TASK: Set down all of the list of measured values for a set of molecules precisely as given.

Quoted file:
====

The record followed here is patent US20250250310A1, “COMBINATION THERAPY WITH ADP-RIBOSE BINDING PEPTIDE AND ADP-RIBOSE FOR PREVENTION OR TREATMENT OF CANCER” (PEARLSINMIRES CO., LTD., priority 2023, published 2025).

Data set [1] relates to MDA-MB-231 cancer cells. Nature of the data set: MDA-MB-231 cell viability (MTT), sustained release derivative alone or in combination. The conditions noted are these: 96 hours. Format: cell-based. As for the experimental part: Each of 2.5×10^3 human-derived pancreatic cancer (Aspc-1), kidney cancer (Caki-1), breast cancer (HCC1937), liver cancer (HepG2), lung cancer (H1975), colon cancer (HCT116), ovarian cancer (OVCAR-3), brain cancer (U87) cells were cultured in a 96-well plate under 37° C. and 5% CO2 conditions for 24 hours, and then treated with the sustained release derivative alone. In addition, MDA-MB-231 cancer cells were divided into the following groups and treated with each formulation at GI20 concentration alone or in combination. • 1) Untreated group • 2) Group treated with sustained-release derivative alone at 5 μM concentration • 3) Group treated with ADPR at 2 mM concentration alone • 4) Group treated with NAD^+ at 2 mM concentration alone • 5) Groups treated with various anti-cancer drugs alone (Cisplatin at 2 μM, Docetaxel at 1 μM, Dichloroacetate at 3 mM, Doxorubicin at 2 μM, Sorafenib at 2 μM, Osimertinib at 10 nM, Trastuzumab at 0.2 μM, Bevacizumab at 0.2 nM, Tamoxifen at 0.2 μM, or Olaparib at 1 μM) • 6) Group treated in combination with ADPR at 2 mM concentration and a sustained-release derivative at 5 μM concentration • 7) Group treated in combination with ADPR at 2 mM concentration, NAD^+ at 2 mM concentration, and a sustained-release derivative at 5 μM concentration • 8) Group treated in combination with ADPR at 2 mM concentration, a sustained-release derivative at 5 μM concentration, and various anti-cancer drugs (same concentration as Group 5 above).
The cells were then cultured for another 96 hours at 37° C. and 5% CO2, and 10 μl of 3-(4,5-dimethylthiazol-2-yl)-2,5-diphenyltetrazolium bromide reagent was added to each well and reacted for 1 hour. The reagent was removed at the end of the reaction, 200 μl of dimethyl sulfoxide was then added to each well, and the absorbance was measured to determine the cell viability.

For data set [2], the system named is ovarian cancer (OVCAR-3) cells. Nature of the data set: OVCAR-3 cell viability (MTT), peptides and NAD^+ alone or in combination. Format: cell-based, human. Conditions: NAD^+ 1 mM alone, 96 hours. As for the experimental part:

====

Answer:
The record followed here is patent US20250250310A1, “COMBINATION THERAPY WITH ADP-RIBOSE BINDING PEPTIDE AND ADP-RIBOSE FOR PREVENTION OR TREATMENT OF CANCER” (PEARLSINMIRES CO., LTD., priority 2023, published 2025).

Data set [1] relates to MDA-MB-231 cancer cells. Nature of the data set: MDA-MB-231 cell viability (MTT), sustained release derivative alone or in combination. The conditions noted are these: 96 hours. Format: cell-based. As for the experimental part: Each of 2.5×10^3 human-derived pancreatic cancer (Aspc-1), kidney cancer (Caki-1), breast cancer (HCC1937), liver cancer (HepG2), lung cancer (H1975), colon cancer (HCT116), ovarian cancer (OVCAR-3), brain cancer (U87) cells were cultured in a 96-well plate under 37° C. and 5% CO2 conditions for 24 hours, and then treated with the sustained release derivative alone. In addition, MDA-MB-231 cancer cells were divided into the following groups and treated with each formulation at GI20 concentration alone or in combination. • 1) Untreated group • 2) Group treated with sustained-release derivative alone at 5 μM concentration • 3) Group treated with ADPR at 2 mM concentration alone • 4) Group treated with NAD^+ at 2 mM concentration alone • 5) Groups treated with various anti-cancer drugs alone (Cisplatin at 2 μM, Docetaxel at 1 μM, Dichloroacetate at 3 mM, Doxorubicin at 2 μM, Sorafenib at 2 μM, Osimertinib at 10 nM, Trastuzumab at 0.2 μM, Bevacizumab at 0.2 nM, Tamoxifen at 0.2 μM, or Olaparib at 1 μM) • 6) Group treated in combination with ADPR at 2 mM concentration and a sustained-release derivative at 5 μM concentration • 7) Group treated in combination with ADPR at 2 mM concentration, NAD^+ at 2 mM concentration, and a sustained-release derivative at 5 μM concentration • 8) Group treated in combination with ADPR at 2 mM concentration, a sustained-release derivative at 5 μM concentration, and various anti-cancer drugs (same concentration as Group 5 above).
The cells were then cultured for another 96 hours at 37° C. and 5% CO2, and 10 μl of 3-(4,5-dimethylthiazol-2-yl)-2,5-diphenyltetrazolium bromide reagent was added to each well and reacted for 1 hour. The reagent was removed at the end of the reaction, 200 μl of dimethyl sulfoxide was then added to each well, and the absorbance was measured to determine the cell viability.

For data set [2], the system named is ovarian cancer (OVCAR-3) cells. Nature of the data set: OVCAR-3 cell viability (MTT), peptides and NAD^+ alone or in combination. Format: cell-based, human. Conditions: NAD^+ 1 mM alone, 96 hours. As for the experimental part: